Not an easy month, what with relocation issues and dental surgery that ended up with complications. 😦 Also, the headers task did not turn out quite as expected. On the bright side, we’ve completed the new tutorial!
Add page to tutorial to educate new users on what types of images are useful (#95). The existing tutorial was elegant, but lacked detailed information on what types of images users should or shouldn’t upload. The number of deleted images (selfies/copyvios) currently uploaded via our app is already within acceptable bounds (see here), but we would like to try and reduce it further.
So, we added new pages to the tutorial with examples of ‘acceptable uploads’ and ‘bad uploads’, as well as an example of how to fill in the form fields for an image. The new tutorial is based on a draft of the Commons section of Pine’s educational video script, and modified to better accommodate issues specific to mobile app uploading. It was released on the 7th of Dec under the Apache 2.0 license (same as the app), and the new pictures used in the tutorial were taken by myself and Nicolas Raoul, and released under Public Domain license.
Headers to distinguish where suggestions come from (#76). I spent 2 weeks on this, trying multiple methods. The first method involved simply adding the section headers to the ArrayList that is used as the data source in the adapter. So now our data source contains not just CategoryItems but also header items. Unfortunately, in CategorizationFragment.java most of the existing code assumes that every item in the data source is a Category, and operates on it accordingly. Also most of the existing methods rely on using the index of an element in the ArrayList for category selection, assignment, etc. With headers being part of that array, we would have to keep checking for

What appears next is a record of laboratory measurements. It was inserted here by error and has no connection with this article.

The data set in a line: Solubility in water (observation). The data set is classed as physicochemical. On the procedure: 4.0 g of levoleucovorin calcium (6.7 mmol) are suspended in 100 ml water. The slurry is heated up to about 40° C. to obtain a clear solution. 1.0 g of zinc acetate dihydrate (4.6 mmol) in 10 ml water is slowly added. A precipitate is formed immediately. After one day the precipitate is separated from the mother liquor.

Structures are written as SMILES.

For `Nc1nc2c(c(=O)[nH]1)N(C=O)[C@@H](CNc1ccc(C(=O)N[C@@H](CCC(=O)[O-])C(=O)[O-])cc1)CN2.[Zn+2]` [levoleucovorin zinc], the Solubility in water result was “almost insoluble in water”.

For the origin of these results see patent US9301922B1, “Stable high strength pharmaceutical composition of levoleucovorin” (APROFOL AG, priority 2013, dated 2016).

getItemViewType(position) whenever we want to perform any operations on categories, unless we wanted to do an almost complete refactor of CategorizationFragment.java. I figured that, instead, I needed a pure UI solution that leaves the data source untouched.
The second method that I tried involved using the open-source CWAC Merge Adapter library, which successfully produced headers for GPS, recent, and title categories without impacting the data source. However, in order to get this to work, I had to create a separate adapter for the empty search field (which displays automatically-generated GPS, recent, and title categories along with their headers), and for the non-empty search field (which displays the results of a manual category search with no headers).
In the app currently, selected categories are aggregated and displayed at the top of the list, from any type of category suggestion (manual or automatic). This is really useful and something I don’t want to lose. But with two separate adapters, I can’t seem to get this to happen anymore – selected categories remain selected but are only displayed in their respective adapter (automatic categories that are selected only display when search field is empty, manual categories only display when search field is not empty).
At the end, I decided that I was back at square one, and the amount of work needed for me to complete this task was exceeding the benefits that it would bring (headers would be really nice but I don’t think it is a dealbreaker for most users). I decided to leave the task and the branch containing my existing code open, and move on to the next task.